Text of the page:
Cybersecurity has gotten a bit lost in the news cycle, but it shouldn’t.
Ransomware attacks — where hackers shut down files or IT systems until a ransom is paid — are more common than ever. And for targets in Massachusetts, the ransomware gangs have had a good year.
Attacks, often emanating from places like Russia and China, have shut down ferries, hampered universities, thrown school districts offline, and upended police districts.
When everyday things go off the rails, chaos is guaranteed, and the pressure to pay money is high. And the FBI estimates the state suffered $100 million in damage last year from cyber attacks.
State lawmakers are not oblivious. Hearings are being held, legislation has been discussed as recently as Wednesday, and there’s a refreshing clarity that local and state IT systems are outdated, and the need to protect them is more urgent than ever.
“Unfortunately, success builds success,” Massachusetts state senator Barry Finegold said of ransomware attacks in a hearing last month. “Criminals are going to keep doing this, and that’s why we have to find a new way to counteract these crimes online.”
But in the bid for solutions, two problems get in the way: money and power.
At the center of the policy debate is a simple question: Should we require local IT systems to meet certain security standards, and follow certain protocols?
On one hand, standards are a best practice. Local officials should have emergency plans, modern IT systems, a clear understanding of whether ransoms should ever be paid, protocols to back up citizen data regularly, and training on simple things, like how to deal with suspicious e-mail attachments.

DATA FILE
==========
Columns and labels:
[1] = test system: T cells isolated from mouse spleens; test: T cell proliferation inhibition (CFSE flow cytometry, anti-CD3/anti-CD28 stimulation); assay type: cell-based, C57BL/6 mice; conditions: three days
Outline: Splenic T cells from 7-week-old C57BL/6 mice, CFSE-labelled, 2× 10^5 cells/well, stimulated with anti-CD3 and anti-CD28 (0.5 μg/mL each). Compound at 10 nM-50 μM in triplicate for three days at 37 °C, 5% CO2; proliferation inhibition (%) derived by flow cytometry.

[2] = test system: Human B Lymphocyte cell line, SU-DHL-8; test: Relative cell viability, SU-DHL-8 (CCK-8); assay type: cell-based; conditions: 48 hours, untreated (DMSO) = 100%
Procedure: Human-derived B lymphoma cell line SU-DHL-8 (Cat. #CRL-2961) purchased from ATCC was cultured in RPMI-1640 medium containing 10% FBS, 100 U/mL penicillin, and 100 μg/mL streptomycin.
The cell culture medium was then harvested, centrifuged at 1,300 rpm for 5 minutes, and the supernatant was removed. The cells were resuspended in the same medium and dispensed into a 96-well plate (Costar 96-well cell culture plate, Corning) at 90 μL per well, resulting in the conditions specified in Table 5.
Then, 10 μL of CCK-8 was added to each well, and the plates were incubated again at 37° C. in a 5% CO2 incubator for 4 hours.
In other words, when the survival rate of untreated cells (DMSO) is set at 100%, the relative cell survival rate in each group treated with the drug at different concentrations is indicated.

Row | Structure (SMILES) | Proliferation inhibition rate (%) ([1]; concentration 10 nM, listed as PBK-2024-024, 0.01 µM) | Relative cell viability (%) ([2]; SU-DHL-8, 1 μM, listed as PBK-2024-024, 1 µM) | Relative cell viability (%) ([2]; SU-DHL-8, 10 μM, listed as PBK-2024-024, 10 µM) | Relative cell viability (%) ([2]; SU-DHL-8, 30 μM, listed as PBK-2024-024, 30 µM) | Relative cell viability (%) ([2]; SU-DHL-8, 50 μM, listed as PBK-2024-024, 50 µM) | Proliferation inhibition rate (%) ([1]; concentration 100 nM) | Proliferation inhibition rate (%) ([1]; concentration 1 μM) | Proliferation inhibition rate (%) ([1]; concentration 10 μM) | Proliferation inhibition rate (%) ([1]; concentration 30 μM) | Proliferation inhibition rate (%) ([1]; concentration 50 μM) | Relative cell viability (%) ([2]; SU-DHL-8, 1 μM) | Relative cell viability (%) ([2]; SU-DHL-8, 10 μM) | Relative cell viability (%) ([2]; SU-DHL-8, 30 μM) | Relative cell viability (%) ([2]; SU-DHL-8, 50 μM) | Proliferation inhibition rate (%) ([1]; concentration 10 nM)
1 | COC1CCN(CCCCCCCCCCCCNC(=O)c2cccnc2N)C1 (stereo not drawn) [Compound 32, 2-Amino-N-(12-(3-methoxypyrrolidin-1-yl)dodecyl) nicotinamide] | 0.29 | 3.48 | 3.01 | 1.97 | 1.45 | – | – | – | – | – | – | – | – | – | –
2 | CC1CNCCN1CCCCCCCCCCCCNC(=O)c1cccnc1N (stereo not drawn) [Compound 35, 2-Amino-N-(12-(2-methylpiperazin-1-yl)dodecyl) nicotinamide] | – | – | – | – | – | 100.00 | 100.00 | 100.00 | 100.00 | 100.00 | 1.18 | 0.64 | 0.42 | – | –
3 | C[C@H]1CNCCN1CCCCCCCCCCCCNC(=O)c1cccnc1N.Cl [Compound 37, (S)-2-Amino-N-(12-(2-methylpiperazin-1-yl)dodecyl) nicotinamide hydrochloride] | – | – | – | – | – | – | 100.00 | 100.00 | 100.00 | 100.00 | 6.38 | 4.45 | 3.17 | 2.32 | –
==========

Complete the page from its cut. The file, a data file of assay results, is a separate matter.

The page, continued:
On the other hand, officials from small towns have started to ask: Who decides the standards, and who pays for systems to get upgraded? The problem is made trickier by a statewide, arcane fiscal regulation: Proposition 2 1/2. It caps certain revenue towns can raise by 2.5 percent annually.
Municipal officials say this puts them in a predicament. They can increase budgets to update IT systems, but doing so most likely requires cutting services elsewhere, because raising property taxes more than the ceiling allows is not possible.
Geoffrey Beckwith, executive director of the Massachusetts Municipal Association, urged lawmakers last month not to implement standards, saying that small towns could struggle to comply. “It would be unenforceable and unaffordable,” he said. “It would lead to all sorts of confusion at the local level.”
The fight might end in compromise, with something short of mandated standards, and along the lines of state-issued suggestions. There is also little movement on how much state money will be kicked in to local governments.
Others, like the state’s chief information officer Curt Wood, want money too. “I cannot pay people enough money,” Wood has said of the state’s problem in luring top tech talent to protect state networks. “These kids can walk out the door tomorrow and make $200,000 a year. And they can work from home.”
It’s kind of ironic, given the strength of the local cybersecurity industry, which includes Akamai, BitSight, CyberArk, Rapid7, and Snyk.
At the end of it all, everyone knows the next big cyber attack is not far away. The question is, will we be ready?